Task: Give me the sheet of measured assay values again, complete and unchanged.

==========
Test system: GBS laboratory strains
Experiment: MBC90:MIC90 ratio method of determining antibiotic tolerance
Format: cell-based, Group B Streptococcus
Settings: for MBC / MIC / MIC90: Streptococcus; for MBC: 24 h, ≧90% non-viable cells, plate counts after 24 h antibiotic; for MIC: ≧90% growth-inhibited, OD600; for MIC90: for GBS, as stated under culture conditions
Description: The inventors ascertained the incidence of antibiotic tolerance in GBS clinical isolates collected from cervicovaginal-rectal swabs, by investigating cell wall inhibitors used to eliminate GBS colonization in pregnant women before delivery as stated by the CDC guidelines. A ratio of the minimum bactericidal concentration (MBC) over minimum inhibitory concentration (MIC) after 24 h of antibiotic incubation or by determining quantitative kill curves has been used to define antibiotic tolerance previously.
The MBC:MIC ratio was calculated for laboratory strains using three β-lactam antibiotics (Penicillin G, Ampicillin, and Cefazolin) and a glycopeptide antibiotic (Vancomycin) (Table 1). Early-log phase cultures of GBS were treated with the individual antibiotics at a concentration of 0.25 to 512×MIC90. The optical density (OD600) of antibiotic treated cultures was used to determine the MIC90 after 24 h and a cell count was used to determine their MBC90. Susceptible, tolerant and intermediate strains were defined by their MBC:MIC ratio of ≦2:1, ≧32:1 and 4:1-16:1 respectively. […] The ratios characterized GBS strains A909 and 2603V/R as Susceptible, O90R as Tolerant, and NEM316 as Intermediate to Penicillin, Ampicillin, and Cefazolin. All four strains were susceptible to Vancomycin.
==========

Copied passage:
Test system: GBS laboratory strains
Experiment: MBC90:MIC90 ratio method of determining antibiotic tolerance
Format: cell-based, Group B Streptococcus
Settings: for MBC / MIC / MIC90: Streptococcus; for MBC: 24 h, ≧90% non-viable cells, plate counts after 24 h antibiotic; for MIC: ≧90% growth-inhibited, OD600; for MIC90: for GBS, as stated under culture conditions
Description: The inventors ascertained the incidence of antibiotic tolerance in GBS clinical isolates collected from cervicovaginal-rectal swabs, by investigating cell wall inhibitors used to eliminate GBS colonization in pregnant women before delivery as stated by the CDC guidelines. A ratio of the minimum bactericidal concentration (MBC) over minimum inhibitory concentration (MIC) after 24 h of antibiotic incubation or by determining quantitative kill curves has been used to define antibiotic tolerance previously.
The MBC:MIC ratio was calculated for laboratory strains using three β-lactam antibiotics (Penicillin G, Ampicillin, and Cefazolin) and a glycopeptide antibiotic (Vancomycin) (Table 1). Early-log phase cultures of GBS were treated with the individual antibiotics at a concentration of 0.25 to 512×MIC90. The optical density (OD600) of antibiotic treated cultures was used to determine the MIC90 after 24 h and a cell count was used to determine their MBC90. Susceptible, tolerant and intermediate strains were defined by their MBC:MIC ratio of ≦2:1, ≧32:1 and 4:1-16:1 respectively. […] The ratios characterized GBS strains A909 and 2603V/R as Susceptible, O90R as Tolerant, and NEM316 as Intermediate to Penicillin, Ampicillin, and Cefazolin. All four strains were susceptible to Vancomycin.